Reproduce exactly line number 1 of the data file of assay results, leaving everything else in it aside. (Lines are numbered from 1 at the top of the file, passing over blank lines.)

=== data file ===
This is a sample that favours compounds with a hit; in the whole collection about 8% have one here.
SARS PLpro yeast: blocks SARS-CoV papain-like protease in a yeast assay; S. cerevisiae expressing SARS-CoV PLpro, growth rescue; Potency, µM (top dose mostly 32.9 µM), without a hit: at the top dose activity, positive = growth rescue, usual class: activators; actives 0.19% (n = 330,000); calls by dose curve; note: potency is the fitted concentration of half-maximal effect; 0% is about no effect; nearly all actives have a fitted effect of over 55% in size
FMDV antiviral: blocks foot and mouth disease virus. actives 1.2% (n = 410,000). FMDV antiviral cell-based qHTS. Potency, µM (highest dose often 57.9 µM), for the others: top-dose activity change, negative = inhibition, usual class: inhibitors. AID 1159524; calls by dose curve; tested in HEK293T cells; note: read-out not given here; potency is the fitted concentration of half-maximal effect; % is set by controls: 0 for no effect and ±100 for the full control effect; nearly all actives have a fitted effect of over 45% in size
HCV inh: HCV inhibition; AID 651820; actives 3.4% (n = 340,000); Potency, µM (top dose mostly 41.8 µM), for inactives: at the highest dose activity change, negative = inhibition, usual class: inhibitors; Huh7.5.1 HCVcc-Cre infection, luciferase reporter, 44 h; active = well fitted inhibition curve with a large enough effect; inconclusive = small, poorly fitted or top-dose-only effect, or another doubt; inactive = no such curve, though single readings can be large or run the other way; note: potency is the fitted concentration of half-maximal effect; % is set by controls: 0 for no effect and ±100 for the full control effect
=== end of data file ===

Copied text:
This is a sample that favours compounds with a hit; in the whole collection about 8% have one here.